Presentation on theme: "T HE A GE OF J EFFERSON Chapter 2, Section 3. P URSUING R EPUBLICAN P RINCIPLES The election of 1800 was the first peaceful transfer of power in American."— Presentation transcript:
P URSUING R EPUBLICAN P RINCIPLES The election of 1800 was the first peaceful transfer of power in American history. As Jefferson entered the presidency, he spoke of a “ revolution ” in terms of government principles. What were some of the changes Jefferson made upon taking office? Reduced the national debt. Increased revenue from foreign trade. Sale of federal lands in the Northwest Territory. Made cuts to the army and navy. Streamlined the government’s beauracracy or government departments and workers. With Democratic-Republicans in power, the displays of wealth that the Federalists had used to maintain standing in society were gone; Jefferson was seen as a ‘ common man.’
J OHN M ARSHALL ’ S S UPREME C OURT Before John Adams left office, he appointed a new Chief Justice of the Supreme Court, John Marshall. John Marshall, unlike Jefferson, was a Federalist. After serving on the Supreme Court for 35 years and hearing over 1,000 cases, he left with four ‘legacies’ that guided him during his career. Claimed the power of the Supreme Court to review acts of Congress and determine whether they were unconstitutional or not. This would become known as judicial review. Federal laws are superior to state laws. Broad interpretation of the Constitution; use of ‘implied powers’. Believed in the “sanctity of contracts”—limited the power of the government to interfere with business.
J OHN M ARSHALL ’ S S UPREME C OURT John Marshall first exercised the power of judicial review in the court case Marbury v. Madison (1803). Summarize the court case below: - William Marbury had been promised a position as a federal judge by outgoing John Adams. - James Madison refused to deliver the papers to these ‘midnight judges’ Adams appointed. - Marbury argued that the Judiciary Act of 1789 gave the Supreme Court power to order an official to perform this duty. - John Marshall declared the Act unconstitutional, giving the Supreme Court the power to review Congressional acts.
J OHN M ARSHALL ’ S S UPREME C OURT Why was Marshall’s ruling so significant compared to his later decisions? It was the only time Marshall ruled an act unconstitutional. It gave the Supreme Court broad power to ‘check’ Congress’ actions.
T HE N ATION E XPANDS Jefferson believed that farm ownership demonstrated freedom for white Americans. However, even with the land from the Northwest Territory, the United States simply wasn’t large enough to fulfill this goal. Thomas Jefferson wanted to expand the size of the United States to the Pacific Ocean. At first, Jefferson saw the Louisiana Territory as easy to seize because the Spanish empire was weak, and the territory was thinly populated. However, in 1801, Spain handed over the territory to French leader Napoleon Bonaparte including valuable New Orleans.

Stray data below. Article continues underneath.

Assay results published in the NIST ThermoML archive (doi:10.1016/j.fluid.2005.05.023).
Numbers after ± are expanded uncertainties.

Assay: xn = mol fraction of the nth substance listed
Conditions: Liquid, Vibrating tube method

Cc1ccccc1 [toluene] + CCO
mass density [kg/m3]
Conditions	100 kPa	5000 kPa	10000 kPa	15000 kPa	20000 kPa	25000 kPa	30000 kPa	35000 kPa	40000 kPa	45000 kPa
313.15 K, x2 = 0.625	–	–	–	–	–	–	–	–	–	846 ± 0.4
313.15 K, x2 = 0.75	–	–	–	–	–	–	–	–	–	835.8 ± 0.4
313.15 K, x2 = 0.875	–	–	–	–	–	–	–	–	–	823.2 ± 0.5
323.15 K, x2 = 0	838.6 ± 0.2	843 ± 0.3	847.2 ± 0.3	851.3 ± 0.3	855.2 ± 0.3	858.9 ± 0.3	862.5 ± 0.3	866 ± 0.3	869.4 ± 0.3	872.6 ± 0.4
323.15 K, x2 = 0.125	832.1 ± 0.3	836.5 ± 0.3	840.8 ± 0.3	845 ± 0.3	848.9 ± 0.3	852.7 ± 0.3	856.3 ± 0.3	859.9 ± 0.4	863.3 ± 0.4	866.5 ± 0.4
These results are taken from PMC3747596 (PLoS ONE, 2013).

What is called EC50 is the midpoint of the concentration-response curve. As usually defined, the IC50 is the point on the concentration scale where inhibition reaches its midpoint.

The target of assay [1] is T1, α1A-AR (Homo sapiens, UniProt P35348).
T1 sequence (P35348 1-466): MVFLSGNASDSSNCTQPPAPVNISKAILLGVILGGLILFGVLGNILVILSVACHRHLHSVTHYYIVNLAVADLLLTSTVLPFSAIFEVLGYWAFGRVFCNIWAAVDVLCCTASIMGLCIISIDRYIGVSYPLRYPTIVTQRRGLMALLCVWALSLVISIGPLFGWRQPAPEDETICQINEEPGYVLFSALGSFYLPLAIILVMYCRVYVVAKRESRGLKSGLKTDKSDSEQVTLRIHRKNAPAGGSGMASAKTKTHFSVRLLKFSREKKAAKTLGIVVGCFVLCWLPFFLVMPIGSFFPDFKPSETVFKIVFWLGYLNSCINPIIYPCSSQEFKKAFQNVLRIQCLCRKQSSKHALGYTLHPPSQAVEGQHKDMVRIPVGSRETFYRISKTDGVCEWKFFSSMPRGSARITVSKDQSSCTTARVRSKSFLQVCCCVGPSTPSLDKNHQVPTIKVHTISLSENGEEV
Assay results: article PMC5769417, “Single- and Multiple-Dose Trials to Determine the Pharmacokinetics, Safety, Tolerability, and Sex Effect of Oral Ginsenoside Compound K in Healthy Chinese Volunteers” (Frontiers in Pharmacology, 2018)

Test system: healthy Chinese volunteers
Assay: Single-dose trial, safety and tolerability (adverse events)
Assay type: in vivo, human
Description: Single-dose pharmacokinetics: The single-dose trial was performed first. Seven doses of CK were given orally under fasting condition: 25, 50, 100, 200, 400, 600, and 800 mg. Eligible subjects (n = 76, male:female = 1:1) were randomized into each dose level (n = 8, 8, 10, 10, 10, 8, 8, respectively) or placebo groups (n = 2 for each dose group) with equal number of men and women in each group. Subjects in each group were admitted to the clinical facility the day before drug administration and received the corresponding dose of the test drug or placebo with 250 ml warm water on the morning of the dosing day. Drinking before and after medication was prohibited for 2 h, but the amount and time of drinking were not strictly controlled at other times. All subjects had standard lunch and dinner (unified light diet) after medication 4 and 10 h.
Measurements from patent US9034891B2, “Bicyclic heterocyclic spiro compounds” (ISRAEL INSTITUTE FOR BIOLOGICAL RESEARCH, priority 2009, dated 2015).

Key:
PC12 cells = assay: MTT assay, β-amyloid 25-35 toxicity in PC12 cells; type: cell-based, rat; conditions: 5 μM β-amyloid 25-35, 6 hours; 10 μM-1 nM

T HE N ATION E XPANDS Napoleon was receptive due to a slave revolt that had occurred in Haiti, led by Toussaint L’Ouverture. The small French army was outmatched and Napoleon needed money to fight the British. James Monroe and Robert Livingston were able to negotiate the Louisiana Purchase for $15 million. This purchase doubled the size of the United States. How was this purchase a deviation from Jefferson’s principles? He took it upon himself to use the ‘implied powers’ of the Constitution to negotiate the treaty with France.
J EFFERSON ’ S F OREIGN T ROUBLES The Barbary states of North Africa—Morocco, Tunis, Tripoli and Algiers, had been making money seizing ships in the Mediterranean. In order to stop the piracy, Washington and Adams had paid for the protection of the ships. Once the price rose, Jefferson refused to pay and instead sent a navy to blockade the port of Tripoli and succeeded. As population grew, the United States needed a way to sell their surplus goods. In order to pass the British blockade of French ships from the West Indies, the United States participated in the practice of “ re-exporting.”
J EFFERSON ’ S F OREIGN T ROUBLES The British also practiced the policy of impressment, or taking American sailors off U.S. ships to serve in the large British navy. Again, the Federalist governments were willing to allow this happen, but Jefferson was not. Instead of increasing the size of the navy to compete with the British, Jefferson passed an embargo, suspending trade with Europe in 1807. However, this backfired and bankrupted American merchants while the British found new markets in South America.